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Difference Between AAC and M4A

mp3-mp4AAC vs. M4A

In lossy compression codecs that are used for encoding audio into much smaller file sizes, MP3 has held the throne for a considerable length of time. AAC, which stands for Advanced Audio Coding, is the intended replacement for MP3, due to its improved sound quality. However, unlike MP3, which has a unified .mp3 extension, AAC encoded audio files can have a variety of extensions that include .aac and .m4a. With that information, we can say that AAC is the actual audio encoding scheme, while M4A is simply a file extension.

Due to the better sound quality that it produces, especially at very low bitrates, AAC is beginning to gain widespread acceptance among the general population. As support for the encoding scheme gradually appears in mobile phones and portable media players, it is only a matter of time before it totally renders MP3s obsolete. Apple was one of the biggest motivators towards the shift to AAC. This is because they’ve made AAC the main format for their iPods, and even for the songs that are being sold in iTunes. A lot of iPod users are also ripping their audio CDs to AAC, to maintain standard file formats.

The AAC encoding gained prominent use as the main audio encoding for lossy MP4 videos. When files that only contain an audio stream are created, they still carry the MP4 file extension. To create a distinction between files that have both video and audio, and those that only contain audio, the M4A extension was created as a subtype of the MP4 extension. Even though the file extensions are different, they are literally identical, and there should be no problems with playing both files in a device that is capable of playing either one.

The confusion between these two file format extensions stem from the immediate belief that a different extension means a different codec. Although this is mostly true for other formats, this is not the case with AAC and M4A. This belief is aggravated even further by some players that list one file type, but not the other, despite being capable of playing both files. One of the more common recommendations to solve this problem is to replace the extension of the file so that the player will recognize it, and list and play it.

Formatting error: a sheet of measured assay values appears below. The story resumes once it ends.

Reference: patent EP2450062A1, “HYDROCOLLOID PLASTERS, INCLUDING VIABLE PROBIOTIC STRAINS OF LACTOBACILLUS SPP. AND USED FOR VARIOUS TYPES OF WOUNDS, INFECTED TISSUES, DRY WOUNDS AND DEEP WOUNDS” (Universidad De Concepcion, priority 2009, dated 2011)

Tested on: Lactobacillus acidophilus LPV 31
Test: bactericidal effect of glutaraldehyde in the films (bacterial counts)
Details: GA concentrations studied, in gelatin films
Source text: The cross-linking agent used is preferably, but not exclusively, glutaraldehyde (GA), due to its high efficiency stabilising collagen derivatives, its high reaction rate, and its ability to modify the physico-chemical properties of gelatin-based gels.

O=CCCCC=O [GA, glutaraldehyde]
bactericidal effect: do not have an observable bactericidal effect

1. AAC is an audio encoding scheme ,while M4A is only a file extension.

2. An AAC encoded audio can have the AAC, MP4 and M4A extensions.

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  1. Very helpful. Can you clarify a little further ?
    My aac encoder (Pystel built 2002) has both mp2 and mp4 encoding options (?), and I presume these result in very different AAC files that may or maynot be compatible with decoders / devices ?
    It also appears to offer 2 different header formats as well as no header. (and other options)
    Are these all valid variant AAC files ?
    Can I assume that M4A can only be the mp4 type of AAC encoded file (if that makes sense) ?

    I used this encoder to convert WAV to AAC, and it played in my mediaplayer fine, but my son’s Nintendo DSi did not recognise the .aac file.
    I’ve read elsewhere that it requires .m4a – so that might only mean renaming the extension (this article implies that is the case)
    OR it might mean that I have to be careful to use parameters for mp4 type AAC encode ?, for the right header ?, and stay within the bitrate that will be compatible.

    • 2 years later. I’ll make a travel in time. I might be wrong, but we need to remember that .mp4 and .mp2 are container, thus it encapsulated the actual, raw data in its own format, specification, version… Container are all holding, sorting, indexing the data in a different way.

      When AAC first arrived, I think it may have spread a bit inside MP2 container before getting their popularity inside MP4 container. If an encoder is name [Etc] 2002, then that could mean it is encapsulating songs in MP2 format. Most simple devices are only willing to read MP4 AAC song, and H.264 AVC video.

      Some simple devices are way too slow to use software codecs like we do in Windows or OSX, and they are instead using electronic “chips” which contain some very fast codecs, and a limited set of these codecs, generally H.263, H.264, proprietary codecs (ex: Windows Phone reads Windows Movie Video – WMV), and AAC, MP3, some voice compressor (AMR, uLaw, aLaw), then all these phones will just refuse to read what can’t be read by their electronic chips.

  2. (Sorry, I’ve made several typos.)

  3. Great article, explains everything in a sufficintly short way – go on so!!!

  4. Pro tip: A 192kbps VBR AAC rip of a music CD is more than enough definition for human hearing range to not detect imperfections or differences from the original – 162kbps is actually enough for most humans. So don’t bother with WAVs hogging disc space and not being user-friendly.

  5. Hi, I think many people including me, which are reading this article would be interested if AAC can include surround sound. By briefly looking into it, I don’t think so. Which might be interesting for people trying to pick the right file to download…

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